Mullaley’s Sheryl Martin said she feels “quietly hopeful” after a visit from local, state and federal government members.
New Deputy Prime Minister Michael McCormack, Tamworth MP Kevin Anderson, Parkes MP Mark Coulton and Gunnedah shire deputy mayor Gae Swain travelled to Mullaley on Thursday to inspect the condition of the Grain Valley Road and talk to locals about their concerns.
Ms Martin is one of many locals who believe the remaining 17.4 kilometres of gravel road needs to be sealed as soon as possible. She was one of four residents who spoke to the group and said it was “quite positive”.
“Their response was as positive as the response we’ve ever had,” she said.
“They really seem keen to make things happen if they can, which is great, so fingers crossed it will happen.”
Ms Martin spoke up at the meet-and-greet to express her thoughts on the inland rail, which will connect Narrabri to North Star.
“The [Grain Valley] road has hit a whole new level of dangerous because of the level the traffic that’s travelling on it,” she said.
“It is a road in a district, which will be a main thoroughfare through to Narrabri if the inland rail goes ahead, so I think it shows a bit of foresight if we get that ready so we can get our produce to the railway.”
“It’s one of those roads in our district, which is dangerous but also sees way too much traffic to not be a bitumen road and sees more traffic each year and I think we’re waiting for a disaster to happen if we don’t get it upgraded.”
Ms Martin is part of the Mullaley Public School P&C and echoed the fears of fellow P&C member Lizzy Bell in regards to the safety of children travelling the school bus on the road.
“What I think is a concern, is parents are pulling their kids off the bus if there’s wet weather,” she said.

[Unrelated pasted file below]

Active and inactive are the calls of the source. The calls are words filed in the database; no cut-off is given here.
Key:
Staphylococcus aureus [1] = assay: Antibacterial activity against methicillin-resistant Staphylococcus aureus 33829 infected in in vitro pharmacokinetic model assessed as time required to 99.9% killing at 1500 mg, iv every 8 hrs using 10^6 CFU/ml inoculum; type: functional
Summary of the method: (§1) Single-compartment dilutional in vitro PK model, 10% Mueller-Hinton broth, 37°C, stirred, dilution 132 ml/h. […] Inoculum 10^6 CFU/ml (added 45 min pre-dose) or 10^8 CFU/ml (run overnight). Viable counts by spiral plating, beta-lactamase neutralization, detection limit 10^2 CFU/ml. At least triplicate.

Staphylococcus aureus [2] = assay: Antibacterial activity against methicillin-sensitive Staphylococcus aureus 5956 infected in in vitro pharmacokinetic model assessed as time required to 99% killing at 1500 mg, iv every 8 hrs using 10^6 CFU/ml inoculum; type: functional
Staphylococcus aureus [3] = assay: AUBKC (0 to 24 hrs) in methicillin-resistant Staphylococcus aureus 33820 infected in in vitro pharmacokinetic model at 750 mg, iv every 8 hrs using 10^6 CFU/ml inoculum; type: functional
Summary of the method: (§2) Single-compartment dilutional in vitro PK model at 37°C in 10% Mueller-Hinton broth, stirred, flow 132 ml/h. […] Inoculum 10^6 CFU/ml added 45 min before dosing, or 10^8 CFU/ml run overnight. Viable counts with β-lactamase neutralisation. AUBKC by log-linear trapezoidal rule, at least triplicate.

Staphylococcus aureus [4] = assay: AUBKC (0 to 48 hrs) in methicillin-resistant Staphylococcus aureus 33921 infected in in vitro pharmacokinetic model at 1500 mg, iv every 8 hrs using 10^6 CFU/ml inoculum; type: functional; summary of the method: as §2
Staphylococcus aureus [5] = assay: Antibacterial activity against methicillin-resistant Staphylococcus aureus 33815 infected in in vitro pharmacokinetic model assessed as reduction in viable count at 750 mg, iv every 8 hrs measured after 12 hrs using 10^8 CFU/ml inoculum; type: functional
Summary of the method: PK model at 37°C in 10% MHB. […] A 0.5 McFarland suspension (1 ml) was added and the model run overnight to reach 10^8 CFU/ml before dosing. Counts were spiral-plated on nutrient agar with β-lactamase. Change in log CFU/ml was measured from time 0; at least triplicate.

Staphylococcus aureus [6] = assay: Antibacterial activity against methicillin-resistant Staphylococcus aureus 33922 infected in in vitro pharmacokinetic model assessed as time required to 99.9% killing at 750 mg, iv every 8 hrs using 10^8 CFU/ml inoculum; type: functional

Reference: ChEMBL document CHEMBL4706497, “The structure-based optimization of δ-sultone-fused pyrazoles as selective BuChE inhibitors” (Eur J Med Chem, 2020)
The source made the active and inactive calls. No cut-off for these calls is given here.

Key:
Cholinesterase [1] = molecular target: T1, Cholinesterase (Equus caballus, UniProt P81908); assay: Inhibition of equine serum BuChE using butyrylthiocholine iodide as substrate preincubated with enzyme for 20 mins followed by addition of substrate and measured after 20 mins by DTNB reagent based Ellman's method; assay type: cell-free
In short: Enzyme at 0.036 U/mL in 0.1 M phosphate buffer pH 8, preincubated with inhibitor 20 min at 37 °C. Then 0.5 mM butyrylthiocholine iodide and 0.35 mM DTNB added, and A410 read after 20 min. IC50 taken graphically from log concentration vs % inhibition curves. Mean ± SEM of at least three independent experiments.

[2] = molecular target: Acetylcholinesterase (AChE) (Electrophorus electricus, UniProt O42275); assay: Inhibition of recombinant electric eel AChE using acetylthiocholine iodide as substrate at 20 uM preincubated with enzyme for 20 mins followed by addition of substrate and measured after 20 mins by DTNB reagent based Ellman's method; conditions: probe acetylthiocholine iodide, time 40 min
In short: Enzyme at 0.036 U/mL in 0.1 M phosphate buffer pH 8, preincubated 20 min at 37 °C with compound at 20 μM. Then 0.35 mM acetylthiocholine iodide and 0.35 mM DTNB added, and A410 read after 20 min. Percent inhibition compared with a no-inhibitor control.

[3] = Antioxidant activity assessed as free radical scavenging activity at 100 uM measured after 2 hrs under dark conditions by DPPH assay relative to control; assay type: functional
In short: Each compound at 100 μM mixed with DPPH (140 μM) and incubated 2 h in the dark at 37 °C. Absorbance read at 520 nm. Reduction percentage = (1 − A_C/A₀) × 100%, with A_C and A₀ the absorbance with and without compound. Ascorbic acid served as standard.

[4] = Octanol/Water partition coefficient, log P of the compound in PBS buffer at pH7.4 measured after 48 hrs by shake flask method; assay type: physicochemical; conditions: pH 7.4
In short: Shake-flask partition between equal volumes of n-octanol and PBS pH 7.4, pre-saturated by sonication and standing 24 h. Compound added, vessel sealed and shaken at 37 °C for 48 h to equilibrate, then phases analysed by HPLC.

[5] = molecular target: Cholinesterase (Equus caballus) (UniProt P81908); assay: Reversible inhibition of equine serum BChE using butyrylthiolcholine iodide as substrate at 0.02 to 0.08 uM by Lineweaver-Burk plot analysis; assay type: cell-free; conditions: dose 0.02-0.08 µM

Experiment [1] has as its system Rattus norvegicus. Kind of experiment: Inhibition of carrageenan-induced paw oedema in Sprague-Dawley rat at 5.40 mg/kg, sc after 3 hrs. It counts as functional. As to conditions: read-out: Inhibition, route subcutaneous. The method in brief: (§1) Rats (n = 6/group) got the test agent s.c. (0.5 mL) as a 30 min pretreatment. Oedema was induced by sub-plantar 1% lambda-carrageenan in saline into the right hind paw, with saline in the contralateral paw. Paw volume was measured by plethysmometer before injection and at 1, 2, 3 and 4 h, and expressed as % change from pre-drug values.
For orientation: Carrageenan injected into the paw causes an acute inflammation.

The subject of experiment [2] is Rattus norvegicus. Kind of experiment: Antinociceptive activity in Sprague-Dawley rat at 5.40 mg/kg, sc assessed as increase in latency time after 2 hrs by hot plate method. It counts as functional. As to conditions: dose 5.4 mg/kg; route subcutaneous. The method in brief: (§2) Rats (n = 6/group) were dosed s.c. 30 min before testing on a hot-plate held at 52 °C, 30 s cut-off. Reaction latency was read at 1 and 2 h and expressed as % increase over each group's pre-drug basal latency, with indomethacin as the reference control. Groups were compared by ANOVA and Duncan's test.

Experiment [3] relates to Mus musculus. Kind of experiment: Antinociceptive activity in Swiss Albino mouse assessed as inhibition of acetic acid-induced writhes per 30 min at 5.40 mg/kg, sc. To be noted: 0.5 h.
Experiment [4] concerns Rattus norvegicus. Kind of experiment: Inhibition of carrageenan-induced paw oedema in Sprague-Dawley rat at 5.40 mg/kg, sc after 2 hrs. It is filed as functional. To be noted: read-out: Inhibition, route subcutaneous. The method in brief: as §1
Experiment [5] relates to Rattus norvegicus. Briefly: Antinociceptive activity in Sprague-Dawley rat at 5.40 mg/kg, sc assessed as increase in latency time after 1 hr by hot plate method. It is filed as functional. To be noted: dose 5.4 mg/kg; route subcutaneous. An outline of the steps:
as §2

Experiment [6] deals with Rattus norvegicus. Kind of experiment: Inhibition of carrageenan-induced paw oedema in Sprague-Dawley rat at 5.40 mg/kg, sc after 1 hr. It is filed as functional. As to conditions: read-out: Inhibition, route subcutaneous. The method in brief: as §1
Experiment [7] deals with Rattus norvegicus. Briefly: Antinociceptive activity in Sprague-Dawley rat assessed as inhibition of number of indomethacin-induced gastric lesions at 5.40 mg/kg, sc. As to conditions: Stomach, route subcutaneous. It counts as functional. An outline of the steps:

“Parents are really worried about their kids and the knock-on effects of that is that we might lose our bus out there if the kids aren’t going on it. It’s another vital service we might lose because of the state of that road.
“It’s clear it needs to be upgraded for our district to move forward. And for travellers coming through, you don’t want them to show up in Mullaley with bits of their cars hanging off, furious at the state of the road. You want them to have a good experience so they come back.”
Ms Martin said it had become a “standing joke” in the district that there are still signs on the road that say it would be sealed by 2010.
“There are signs on that road that identify it as as a north to south thoroughfare. It was an alternative to get people off the Newell Highway,” she said.
“It’s already been identified as long as 10 years ago as a major thoroughfare and needs to be upgraded. And it’s about time that something happened.”
This month, Gunnedah Shire Council has applied for funding under the federal government’s Heavy Vehicle and Productivity Program to finish sealing the road.
Mullaley Bus Service owner and driver Russell Keam said Thursday’s meeting was “excellent” and he had a chance to talk to all of the government representatives.
“They seem very enthusiastic and they’ll do what they can. I’m quite hopeful,” he said.
“I thought it was very good the deputy PM could get there and everybody including Gae Swain, they’re all on-side. We all want to fix it and I just hope we can get the money.
“It was very well coordinated and I thought it was a positive result.”
Mulalley farmer David Rose also met the politicians on Thursday and said it was good to see them come out and take a look for themselves.
“It sounds like they’re certainly going to prioritise it and get it done,” he said.
Mr Rose said he has concerns about his children’s safety on the school bus and regularly uses the Grain Valley Road to access his property. He currently lives 25 kilometres towards Coonabarabran but the family would like to relocate to a house on the Grain Valley Road property.
“Personally, it’s the dust that annoys me,” he said.
“We’d like to move down there but it’s just too dusty.”